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vated. Checher and bunjer lands were taxed at lower rates LECTURE than poolej land for a period, not exceeding five years, sufficient to bring them into full cultivation. The great object of Todar Mull's settlement appears to A fixed money

rate the main have been to substitute a fixed money-rate for the beegah object of the

settlement, instead of the various rates which had prevailed under the complicated system of Hindoo times. And accordingly, either at the original settlement or very shortly afterwards, the revenue was fixed at a certain sum for the beegah, whatever might be the crop actually grown. This was called the jumma-bundy neckdy, or money settlement. The assessment was arrived at, as before described, by an average then made of the several kinds of crop which the land was capable of producing during ten years, and onefourth of the gross produce was the rebba, or state share. I have already noticed the suggestion that this commuta- The position of

the ryot not tion of the Government claim to a share of the produce affected. for a fixed money rate was intended to be not only a formal imposition of the khiraj, but of the wuzeefa instead of the mookasumah form of that tax. It is contended that by Mahomedan law the deliberate imposition of a money-tax is a distinct recognition of the absolute proprietary rights in the soil of the cultivator; and that a substitution of the wuzeefa for the mookasumah khiraj likewise operates as a transfer of the sovereign's rights in the soil to the cultivator, and has the same effect as the formal imposition of wuzeefa khiraj. It is thence argued that, from the time of Akbar's settlement at latest, the cultivator became absolute proprietor of the

"Ayeen Akbery, Vol. I, 358. Baillie's Land Tax, xxix.
? Ayeen Akbery, Vol. I, 360 to 364.
3 Baillie's Land Tax, xxx. Fifth Report, Vol. II, 165.
* Baillie's Land Tax, xxx to xxxiji.

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Toomar Jumma.

land, at any rate where the revenue was paid in money. As I have said there is no trace of any intention to make so important a change: and it seems to me hardly safe to draw so important a legal inference from acts which the parties do not seem to have been conscious would have such effects. And it can hardly be argued that the State must be taken by implication of law to have given away its rights when its only object in making the change was to collect the revenue on an improved system, and one considered less burdensome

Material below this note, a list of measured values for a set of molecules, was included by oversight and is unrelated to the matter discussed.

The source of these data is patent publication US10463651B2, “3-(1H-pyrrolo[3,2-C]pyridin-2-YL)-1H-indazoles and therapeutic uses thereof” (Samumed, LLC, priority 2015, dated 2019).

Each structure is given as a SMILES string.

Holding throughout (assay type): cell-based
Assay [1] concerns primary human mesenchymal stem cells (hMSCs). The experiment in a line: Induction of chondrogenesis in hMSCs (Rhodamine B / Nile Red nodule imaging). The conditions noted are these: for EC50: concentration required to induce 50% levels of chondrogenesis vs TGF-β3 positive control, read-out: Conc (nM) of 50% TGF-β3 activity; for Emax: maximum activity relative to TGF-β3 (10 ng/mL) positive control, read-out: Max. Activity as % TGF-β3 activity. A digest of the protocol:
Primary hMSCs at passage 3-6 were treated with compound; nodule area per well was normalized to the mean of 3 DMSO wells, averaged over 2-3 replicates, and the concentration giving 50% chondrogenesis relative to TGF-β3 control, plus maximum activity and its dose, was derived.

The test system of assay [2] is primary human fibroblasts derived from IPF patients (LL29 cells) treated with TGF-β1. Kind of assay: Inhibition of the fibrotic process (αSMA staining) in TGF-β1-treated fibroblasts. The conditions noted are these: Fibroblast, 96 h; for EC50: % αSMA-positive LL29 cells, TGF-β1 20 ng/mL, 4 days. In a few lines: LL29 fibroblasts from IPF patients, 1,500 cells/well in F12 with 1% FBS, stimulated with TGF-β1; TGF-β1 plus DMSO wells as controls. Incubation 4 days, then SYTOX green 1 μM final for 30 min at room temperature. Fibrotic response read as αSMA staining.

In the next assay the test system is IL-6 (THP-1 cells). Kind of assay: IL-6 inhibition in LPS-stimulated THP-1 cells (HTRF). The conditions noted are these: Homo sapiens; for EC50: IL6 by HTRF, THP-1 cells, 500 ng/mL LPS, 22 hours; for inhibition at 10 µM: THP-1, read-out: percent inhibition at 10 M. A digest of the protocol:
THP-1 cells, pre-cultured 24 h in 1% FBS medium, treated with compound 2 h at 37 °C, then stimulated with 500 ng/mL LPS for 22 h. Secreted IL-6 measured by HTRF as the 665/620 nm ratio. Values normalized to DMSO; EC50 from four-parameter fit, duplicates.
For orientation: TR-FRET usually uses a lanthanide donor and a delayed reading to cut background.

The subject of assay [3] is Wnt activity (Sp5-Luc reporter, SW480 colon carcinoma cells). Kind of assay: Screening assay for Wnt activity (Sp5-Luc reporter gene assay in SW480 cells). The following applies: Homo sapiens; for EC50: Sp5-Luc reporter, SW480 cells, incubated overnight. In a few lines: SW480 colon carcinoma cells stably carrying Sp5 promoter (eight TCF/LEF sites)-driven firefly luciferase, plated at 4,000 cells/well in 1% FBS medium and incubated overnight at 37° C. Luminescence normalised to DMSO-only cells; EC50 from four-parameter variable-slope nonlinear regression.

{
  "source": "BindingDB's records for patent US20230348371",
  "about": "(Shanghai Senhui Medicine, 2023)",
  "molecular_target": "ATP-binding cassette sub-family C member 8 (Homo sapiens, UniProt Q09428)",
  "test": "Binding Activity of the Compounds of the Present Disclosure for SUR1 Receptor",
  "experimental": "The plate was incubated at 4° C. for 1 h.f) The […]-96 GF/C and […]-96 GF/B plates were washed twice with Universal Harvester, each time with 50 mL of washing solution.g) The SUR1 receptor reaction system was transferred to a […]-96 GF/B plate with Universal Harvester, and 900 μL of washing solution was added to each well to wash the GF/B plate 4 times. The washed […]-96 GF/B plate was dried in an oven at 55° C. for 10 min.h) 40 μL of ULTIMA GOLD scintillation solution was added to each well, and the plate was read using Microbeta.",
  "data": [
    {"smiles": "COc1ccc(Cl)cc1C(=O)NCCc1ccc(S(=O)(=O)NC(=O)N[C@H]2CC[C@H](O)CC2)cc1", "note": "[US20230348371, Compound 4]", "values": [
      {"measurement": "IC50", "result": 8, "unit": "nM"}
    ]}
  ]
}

to the ryots. The Assul Todar Mull's aim in this part of the settlement was, as

before remarked, to substitute a money-revenue at a fixed rate for a revenue in kind varying with the crop. He succeeded in this to a considerable extent; and the details of assessment for each beegah of land were preserved, and thenceforward acted upon as the basis of all assessments. This assessment of Todar Mull's was always known as the Assul Toomar Jumma, or original complete assessment or rent-roll: and subsequent modifications were incorporated

with it, and called by the same name.' The old But although one of the main features of the settlement methods of rendering the was the change in the mode of rendering the revenue, this revenue might still be adopted. mode was not obligatory, and the old methods might still be

continued at the option of the cultivator. The cultivator might choose to pay either in kind or in money, but he was bound to make his choice of the two methods, and to adhere to one of them. There were two modes of ascertaining the Government share when paid in kind: one was called kunkoot (grain estimate), and the other, bhawely or bhaolee

" Baillie's Land Tax, xxx. Fifth Report, Vol. I, 236.
? Baillie's Land Tax, xxxi. Ayeen Akbery, Vol. I, 364.
* Aycen Akbery, Vol. I, 377 to 379.


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called also buttiej or buttai (division). The method known as kun koot was to assess the crop upon the ground by estimate, and not by actual division. The other method was by actual division of the crop when gathered, or by apportioning a certain portion of the land at the sowing for the production of the revenue share. These methods have continued in use with various modifications up to the present day. But the actual division of the crops had even at this period begun in some parts to fall into disuse, the cultivators having probably come to agree with the State in regarding this mode of assessment as burdensome to the revenue-payer. And where the buttai system still prevailed, and the cultivators did not feel disposed to accept the new system, Todar Mull endeavoured to supersede the necessity for an actual division and sale by prescribing that the value of the Government share of grain might be taken in money, at the market price of the day, whenever it would not be oppressive to the ryots to do so. The buttai system continued in use in many parts of the country in spite of the advantages supposed to be offered by the other system; and a settlement upon this systein was known in the south of India in later times as an aumanee settlement;* but it was chiefly in Bengal that it retained its hold ; 5 and it seems that the new settlement was less completely applied there, at least for a time, than in some other parts.